3. Since my daughter was 3 years old, I not only taught her that ‘messing up’ was OK, I insisted that she occasionally ‘mess up’ (reality check on her learning curve), but never twice on the same thing, and today at 13, she doesn’t think twice about any challenge. In the 7th grade, she took on Algebra I, passed with an ‘A’, and in 8th grade took High School Geometry, and passed with a ‘B’, which means she’ll start Algebra II in her Freshman year. Now compare that with ‘socialist’ academia, starting in kindergarten (No tag, no dodge ball, no keeping score, etc), they are teaching our kids to be risk adverse, and we wonder why there are fewer business start-ups (Hudson Report). Where are the high-flying, risk taking free enterprise entrepreneurs that put it all on the line, and use money as a means of keeping score ? Our 12th graders can’t even balance a check book. We traded them in for degrees in the humanities, tending bar for minimum wage. JK Rowling wrote a great commencement speech on failure, and if you can find it, read it. It’s worth it.

  4. […] Do you honestly expect to become confident and good at what you do if you’re afraid of failure? One thing I’ve noticed about myself lately is that I’ve substituted fear with a form of acknowledgement. I acknowledge the fact that I might fail miserably at a number of things (since I often do stuff pretty spontaneously and without any idea what I’m doing) but I’m not afraid of it. Believe me, I used to be – I vaguely remember someone crying in the TOEFL waiting room while waiting for the next part of the test to begin. I’m not saying that person was me, but I’m not saying I don’t love cats either. Anyway, all of us have failed in something, right? (If you haven’t don’t talk to me.) I’ve never failed a test in my entire existence, but I’ve failed in life many times. A bad relationship? Check. Disappointing a friend? Check. Letting a client down? Check. And you know what? That’s AWESOME! If I hadn’t had a bad relationship, I wouldn’t have an insanely amazing one now. If I hadn’t disappointed my friends at least once, I wouldn’t know what disappoints them. If I hadn’t let down a client, I wouldn’t have learned how to manage my work better. Failure is cool, because it helps you become a better person. As long as you ONLY MAKE NEW MISTAKES. […]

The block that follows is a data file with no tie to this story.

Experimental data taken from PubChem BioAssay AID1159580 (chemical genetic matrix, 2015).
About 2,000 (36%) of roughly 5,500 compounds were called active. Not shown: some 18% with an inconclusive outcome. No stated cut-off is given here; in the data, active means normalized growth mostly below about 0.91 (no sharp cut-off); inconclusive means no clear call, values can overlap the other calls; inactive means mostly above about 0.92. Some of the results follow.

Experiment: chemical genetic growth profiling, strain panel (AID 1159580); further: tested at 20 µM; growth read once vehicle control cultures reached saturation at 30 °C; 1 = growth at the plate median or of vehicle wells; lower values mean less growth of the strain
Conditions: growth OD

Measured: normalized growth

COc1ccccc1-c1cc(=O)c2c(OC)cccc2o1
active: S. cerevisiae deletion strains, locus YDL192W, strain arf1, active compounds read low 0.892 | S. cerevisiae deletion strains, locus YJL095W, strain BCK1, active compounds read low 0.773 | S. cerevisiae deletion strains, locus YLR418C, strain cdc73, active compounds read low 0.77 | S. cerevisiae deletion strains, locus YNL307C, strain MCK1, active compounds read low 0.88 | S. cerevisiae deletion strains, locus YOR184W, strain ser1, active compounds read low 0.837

5. Do you honestly expect to become confident and good at what you do if you’re afraid of failure? One thing I’ve noticed about myself lately is that I’ve substituted fear with a form of acknowledgement. I acknowledge the fact that I might fail miserably at a number of things (since I often do stuff pretty spontaneously and without any idea what I’m doing) but I’m not afraid of it. Believe me, I used to be – I vaguely remember someone crying in the TOEFL waiting room while waiting for the next part of the test to begin. I’m not saying that person was me, but I’m not saying I don’t love cats either. Anyway, all of us have failed in something, right? (If you haven’t, don’t talk to me.) I’ve never failed a test in my entire existence, but I’ve failed in life many times. A bad relationship? Check. Disappointing a friend? Check. Letting a client down? Check. And you know what? That’s AWESOME! If I hadn’t had a bad relationship, I wouldn’t have an insanely amazing one now. If I hadn’t disappointed my friends at least once, I wouldn’t know what disappoints them. If I hadn’t let down a client, I wouldn’t have learned how to manage my work better. Failure is cool, because it helps you become a better person. As long as you ONLY MAKE NEW MISTAKES.